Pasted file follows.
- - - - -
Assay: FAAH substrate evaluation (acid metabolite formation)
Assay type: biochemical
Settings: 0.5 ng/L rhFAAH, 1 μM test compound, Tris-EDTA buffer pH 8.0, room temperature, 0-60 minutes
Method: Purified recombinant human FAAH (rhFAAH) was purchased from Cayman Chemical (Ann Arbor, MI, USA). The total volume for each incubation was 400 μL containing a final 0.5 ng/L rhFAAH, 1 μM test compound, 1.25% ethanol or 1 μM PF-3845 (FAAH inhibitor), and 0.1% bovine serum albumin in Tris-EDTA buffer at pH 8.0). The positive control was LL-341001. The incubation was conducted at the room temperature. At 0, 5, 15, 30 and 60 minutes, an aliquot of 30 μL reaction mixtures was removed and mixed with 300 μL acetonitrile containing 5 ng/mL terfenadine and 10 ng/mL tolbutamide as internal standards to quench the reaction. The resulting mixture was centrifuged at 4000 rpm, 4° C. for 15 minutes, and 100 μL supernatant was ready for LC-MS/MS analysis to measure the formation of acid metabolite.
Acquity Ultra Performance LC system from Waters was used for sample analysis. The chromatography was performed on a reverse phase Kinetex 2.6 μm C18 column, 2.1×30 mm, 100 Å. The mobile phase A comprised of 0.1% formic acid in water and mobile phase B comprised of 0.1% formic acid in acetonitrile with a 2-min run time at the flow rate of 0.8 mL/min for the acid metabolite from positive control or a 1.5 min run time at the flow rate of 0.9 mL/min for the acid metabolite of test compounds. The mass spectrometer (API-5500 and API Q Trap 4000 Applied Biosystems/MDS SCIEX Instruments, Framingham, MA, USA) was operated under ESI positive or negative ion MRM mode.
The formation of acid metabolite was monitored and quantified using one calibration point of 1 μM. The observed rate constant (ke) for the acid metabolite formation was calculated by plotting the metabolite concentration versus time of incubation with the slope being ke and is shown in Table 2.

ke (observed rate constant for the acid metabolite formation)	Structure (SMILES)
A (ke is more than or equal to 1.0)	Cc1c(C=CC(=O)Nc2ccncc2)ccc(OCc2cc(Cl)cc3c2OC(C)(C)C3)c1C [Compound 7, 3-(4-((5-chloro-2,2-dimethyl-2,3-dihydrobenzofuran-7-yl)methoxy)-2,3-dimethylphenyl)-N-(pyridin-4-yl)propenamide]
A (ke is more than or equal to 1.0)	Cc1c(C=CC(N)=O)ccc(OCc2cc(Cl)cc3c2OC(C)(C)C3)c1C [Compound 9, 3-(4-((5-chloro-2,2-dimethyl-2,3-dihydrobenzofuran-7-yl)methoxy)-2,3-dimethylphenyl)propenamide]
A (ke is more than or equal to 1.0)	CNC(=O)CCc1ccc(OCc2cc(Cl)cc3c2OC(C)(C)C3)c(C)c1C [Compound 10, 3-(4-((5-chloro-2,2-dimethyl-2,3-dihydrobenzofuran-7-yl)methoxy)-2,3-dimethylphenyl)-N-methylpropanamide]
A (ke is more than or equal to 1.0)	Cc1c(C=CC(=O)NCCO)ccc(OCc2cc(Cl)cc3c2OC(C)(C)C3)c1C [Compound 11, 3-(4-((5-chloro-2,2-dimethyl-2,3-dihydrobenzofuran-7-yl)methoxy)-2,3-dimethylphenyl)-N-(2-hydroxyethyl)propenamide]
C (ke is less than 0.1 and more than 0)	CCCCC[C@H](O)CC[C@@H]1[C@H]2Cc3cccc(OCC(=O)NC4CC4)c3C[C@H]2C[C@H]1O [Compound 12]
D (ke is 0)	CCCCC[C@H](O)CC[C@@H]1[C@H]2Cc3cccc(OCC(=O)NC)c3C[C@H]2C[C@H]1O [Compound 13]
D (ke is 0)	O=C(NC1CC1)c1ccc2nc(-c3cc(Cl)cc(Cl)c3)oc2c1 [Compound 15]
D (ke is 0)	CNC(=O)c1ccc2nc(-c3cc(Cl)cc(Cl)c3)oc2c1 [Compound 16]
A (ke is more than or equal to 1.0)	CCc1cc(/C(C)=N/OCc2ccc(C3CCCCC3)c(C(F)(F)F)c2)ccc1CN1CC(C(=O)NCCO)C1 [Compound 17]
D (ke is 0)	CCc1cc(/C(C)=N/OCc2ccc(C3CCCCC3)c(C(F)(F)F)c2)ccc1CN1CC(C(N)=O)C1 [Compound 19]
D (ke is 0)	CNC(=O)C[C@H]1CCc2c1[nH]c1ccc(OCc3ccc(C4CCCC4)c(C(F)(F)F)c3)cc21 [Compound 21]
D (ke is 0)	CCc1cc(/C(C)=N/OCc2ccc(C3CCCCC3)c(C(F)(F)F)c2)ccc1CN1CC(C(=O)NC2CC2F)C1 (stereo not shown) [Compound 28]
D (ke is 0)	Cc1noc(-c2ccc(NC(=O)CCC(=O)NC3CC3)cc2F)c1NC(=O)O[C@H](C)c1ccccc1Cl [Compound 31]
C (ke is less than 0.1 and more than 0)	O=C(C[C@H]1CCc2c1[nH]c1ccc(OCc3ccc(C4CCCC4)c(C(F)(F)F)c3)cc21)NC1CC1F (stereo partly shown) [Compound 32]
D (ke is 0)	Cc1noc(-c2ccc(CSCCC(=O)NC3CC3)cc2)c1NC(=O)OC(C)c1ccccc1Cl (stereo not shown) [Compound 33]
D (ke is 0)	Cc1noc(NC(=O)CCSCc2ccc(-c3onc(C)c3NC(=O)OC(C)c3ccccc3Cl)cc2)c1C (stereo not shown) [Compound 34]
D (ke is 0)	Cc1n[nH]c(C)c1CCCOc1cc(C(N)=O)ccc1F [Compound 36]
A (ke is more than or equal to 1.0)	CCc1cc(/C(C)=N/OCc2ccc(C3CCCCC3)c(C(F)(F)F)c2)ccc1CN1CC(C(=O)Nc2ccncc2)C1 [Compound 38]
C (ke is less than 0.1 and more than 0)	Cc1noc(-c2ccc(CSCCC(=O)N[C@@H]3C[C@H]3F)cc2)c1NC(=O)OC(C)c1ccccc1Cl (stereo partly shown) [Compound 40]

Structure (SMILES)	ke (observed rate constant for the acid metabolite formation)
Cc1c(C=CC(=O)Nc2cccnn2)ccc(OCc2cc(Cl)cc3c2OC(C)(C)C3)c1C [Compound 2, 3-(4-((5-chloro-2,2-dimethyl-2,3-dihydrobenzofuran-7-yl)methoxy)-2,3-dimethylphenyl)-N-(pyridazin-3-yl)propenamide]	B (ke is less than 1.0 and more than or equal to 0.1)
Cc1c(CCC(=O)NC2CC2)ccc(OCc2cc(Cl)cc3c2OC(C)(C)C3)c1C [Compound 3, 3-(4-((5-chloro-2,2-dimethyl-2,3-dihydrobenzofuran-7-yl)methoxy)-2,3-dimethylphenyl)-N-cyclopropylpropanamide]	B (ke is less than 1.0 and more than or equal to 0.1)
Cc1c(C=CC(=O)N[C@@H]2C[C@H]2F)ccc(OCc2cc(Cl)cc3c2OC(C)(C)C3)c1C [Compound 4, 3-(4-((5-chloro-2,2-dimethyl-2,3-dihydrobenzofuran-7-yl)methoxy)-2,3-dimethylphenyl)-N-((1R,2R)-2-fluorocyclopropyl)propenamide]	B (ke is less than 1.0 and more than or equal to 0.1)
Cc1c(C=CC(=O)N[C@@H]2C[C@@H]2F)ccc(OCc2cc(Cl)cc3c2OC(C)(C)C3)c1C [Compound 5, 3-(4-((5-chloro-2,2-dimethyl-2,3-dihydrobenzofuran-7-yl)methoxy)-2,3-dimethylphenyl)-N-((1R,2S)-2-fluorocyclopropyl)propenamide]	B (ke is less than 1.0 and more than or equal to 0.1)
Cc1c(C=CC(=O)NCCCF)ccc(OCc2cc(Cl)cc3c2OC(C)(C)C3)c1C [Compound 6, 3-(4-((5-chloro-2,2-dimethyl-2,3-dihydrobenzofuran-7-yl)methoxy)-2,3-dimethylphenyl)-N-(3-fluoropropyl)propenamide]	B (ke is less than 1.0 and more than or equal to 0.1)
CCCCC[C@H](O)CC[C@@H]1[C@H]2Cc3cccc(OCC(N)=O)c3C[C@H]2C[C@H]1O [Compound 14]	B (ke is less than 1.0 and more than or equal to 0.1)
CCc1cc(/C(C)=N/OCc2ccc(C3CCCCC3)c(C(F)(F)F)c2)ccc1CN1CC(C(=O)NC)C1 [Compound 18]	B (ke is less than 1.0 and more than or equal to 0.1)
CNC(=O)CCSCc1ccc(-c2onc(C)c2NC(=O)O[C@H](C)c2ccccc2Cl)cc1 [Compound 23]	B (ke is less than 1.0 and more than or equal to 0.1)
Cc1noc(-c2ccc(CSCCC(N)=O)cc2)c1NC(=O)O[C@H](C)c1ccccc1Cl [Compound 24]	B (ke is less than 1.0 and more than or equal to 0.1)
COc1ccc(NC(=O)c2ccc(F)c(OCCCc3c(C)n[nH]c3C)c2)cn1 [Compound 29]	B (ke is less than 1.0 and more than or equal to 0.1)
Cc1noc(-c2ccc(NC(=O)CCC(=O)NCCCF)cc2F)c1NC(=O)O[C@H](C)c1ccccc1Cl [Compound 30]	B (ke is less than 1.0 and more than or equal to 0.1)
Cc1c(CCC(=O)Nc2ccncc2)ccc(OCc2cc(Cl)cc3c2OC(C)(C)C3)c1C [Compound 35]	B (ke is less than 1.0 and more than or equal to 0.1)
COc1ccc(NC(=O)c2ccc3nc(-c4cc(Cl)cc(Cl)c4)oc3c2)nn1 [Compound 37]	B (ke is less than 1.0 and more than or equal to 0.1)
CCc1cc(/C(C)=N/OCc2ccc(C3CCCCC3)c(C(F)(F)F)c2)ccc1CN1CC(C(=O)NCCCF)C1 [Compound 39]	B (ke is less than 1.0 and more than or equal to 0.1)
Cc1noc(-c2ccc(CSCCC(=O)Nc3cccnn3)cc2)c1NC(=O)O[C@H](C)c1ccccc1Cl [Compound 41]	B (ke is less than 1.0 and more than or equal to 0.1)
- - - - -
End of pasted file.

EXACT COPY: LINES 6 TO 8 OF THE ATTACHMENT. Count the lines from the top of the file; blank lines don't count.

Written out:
The formation of acid metabolite was monitored and quantified using one calibration point of 1 μM. The observed rate constant (ke) for the acid metabolite formation was calculated by plotting the metabolite concentration versus time of incubation with the slope being ke and is shown in Table 2.

ke (observed rate constant for the acid metabolite formation)	Structure (SMILES)
A (ke is more than or equal to 1.0)	Cc1c(C=CC(=O)Nc2ccncc2)ccc(OCc2cc(Cl)cc3c2OC(C)(C)C3)c1C [Compound 7, 3-(4-((5-chloro-2,2-dimethyl-2,3-dihydrobenzofuran-7-yl)methoxy)-2,3-dimethylphenyl)-N-(pyridin-4-yl)propenamide]